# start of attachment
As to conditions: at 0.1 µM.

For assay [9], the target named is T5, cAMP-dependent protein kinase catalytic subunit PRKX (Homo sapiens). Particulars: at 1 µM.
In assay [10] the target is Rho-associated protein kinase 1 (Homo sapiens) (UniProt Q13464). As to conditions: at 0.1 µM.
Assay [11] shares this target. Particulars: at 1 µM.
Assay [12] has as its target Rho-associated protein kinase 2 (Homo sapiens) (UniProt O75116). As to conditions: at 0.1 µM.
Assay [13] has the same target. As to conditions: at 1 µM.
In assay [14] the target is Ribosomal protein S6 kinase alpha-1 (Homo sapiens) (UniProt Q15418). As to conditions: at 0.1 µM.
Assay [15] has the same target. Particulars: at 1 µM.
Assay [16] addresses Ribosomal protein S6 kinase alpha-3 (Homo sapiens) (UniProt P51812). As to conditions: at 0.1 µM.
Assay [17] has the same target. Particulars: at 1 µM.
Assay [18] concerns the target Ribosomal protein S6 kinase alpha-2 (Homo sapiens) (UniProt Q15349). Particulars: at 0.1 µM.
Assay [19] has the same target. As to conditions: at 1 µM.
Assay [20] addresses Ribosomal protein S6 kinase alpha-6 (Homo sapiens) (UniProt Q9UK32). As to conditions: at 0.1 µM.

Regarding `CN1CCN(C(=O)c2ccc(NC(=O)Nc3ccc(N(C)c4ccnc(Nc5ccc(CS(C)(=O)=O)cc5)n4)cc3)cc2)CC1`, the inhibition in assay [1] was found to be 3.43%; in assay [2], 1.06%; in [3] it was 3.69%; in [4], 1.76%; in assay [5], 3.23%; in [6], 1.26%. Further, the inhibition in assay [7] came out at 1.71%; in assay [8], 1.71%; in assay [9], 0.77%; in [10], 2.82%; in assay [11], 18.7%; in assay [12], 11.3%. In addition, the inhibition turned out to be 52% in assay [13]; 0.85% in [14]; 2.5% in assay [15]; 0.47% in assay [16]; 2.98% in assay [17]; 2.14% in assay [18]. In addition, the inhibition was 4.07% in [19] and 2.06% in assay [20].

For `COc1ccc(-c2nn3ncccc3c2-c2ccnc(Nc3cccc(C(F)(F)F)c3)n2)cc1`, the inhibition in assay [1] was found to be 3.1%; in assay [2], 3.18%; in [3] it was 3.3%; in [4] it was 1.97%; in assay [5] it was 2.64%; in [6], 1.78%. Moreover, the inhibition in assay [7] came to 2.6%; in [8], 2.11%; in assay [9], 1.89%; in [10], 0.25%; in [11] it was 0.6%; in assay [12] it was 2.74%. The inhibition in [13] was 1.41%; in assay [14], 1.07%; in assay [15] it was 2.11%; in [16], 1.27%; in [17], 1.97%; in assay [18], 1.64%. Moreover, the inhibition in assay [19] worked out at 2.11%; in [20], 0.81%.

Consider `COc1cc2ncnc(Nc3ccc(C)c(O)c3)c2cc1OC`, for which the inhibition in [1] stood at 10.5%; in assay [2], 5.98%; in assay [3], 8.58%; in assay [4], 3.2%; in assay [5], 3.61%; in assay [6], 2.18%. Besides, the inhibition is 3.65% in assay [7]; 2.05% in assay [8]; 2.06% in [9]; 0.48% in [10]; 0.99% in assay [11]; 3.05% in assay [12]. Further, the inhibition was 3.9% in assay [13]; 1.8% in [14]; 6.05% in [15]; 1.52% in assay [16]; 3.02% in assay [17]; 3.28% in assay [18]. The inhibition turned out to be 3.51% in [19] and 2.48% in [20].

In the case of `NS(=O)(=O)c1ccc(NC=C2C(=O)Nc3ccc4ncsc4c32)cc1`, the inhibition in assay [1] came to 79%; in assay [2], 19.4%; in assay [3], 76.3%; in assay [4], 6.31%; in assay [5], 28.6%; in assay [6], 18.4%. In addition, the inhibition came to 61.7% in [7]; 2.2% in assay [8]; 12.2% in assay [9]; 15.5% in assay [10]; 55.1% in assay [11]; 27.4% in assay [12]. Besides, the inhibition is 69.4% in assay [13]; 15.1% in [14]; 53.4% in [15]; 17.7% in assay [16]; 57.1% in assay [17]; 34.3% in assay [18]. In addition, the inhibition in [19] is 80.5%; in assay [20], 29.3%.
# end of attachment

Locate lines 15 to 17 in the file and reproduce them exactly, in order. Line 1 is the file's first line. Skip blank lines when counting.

For `COc1ccc(-c2nn3ncccc3c2-c2ccnc(Nc3cccc(C(F)(F)F)c3)n2)cc1`, the inhibition in assay [1] was found to be 3.1%; in assay [2], 3.18%; in [3] it was 3.3%; in [4] it was 1.97%; in assay [5] it was 2.64%; in [6], 1.78%. Moreover, the inhibition in assay [7] came to 2.6%; in [8], 2.11%; in assay [9], 1.89%; in [10], 0.25%; in [11] it was 0.6%; in assay [12] it was 2.74%. The inhibition in [13] was 1.41%; in assay [14], 1.07%; in assay [15] it was 2.11%; in [16], 1.27%; in [17], 1.97%; in assay [18], 1.64%. Moreover, the inhibition in assay [19] worked out at 2.11%; in [20], 0.81%.

Consider `COc1cc2ncnc(Nc3ccc(C)c(O)c3)c2cc1OC`, for which the inhibition in [1] stood at 10.5%; in assay [2], 5.98%; in assay [3], 8.58%; in assay [4], 3.2%; in assay [5], 3.61%; in assay [6], 2.18%. Besides, the inhibition is 3.65% in assay [7]; 2.05% in assay [8]; 2.06% in [9]; 0.48% in [10]; 0.99% in assay [11]; 3.05% in assay [12]. Further, the inhibition was 3.9% in assay [13]; 1.8% in [14]; 6.05% in [15]; 1.52% in assay [16]; 3.02% in assay [17]; 3.28% in assay [18]. The inhibition turned out to be 3.51% in [19] and 2.48% in [20].

In the case of `NS(=O)(=O)c1ccc(NC=C2C(=O)Nc3ccc4ncsc4c32)cc1`, the inhibition in assay [1] came to 79%; in assay [2], 19.4%; in assay [3], 76.3%; in assay [4], 6.31%; in assay [5], 28.6%; in assay [6], 18.4%. In addition, the inhibition came to 61.7% in [7]; 2.2% in assay [8]; 12.2% in assay [9]; 15.5% in assay [10]; 55.1% in assay [11]; 27.4% in assay [12]. Besides, the inhibition is 69.4% in assay [13]; 15.1% in [14]; 53.4% in [15]; 17.7% in assay [16]; 57.1% in assay [17]; 34.3% in assay [18]. In addition, the inhibition in [19] is 80.5%; in assay [20], 29.3%.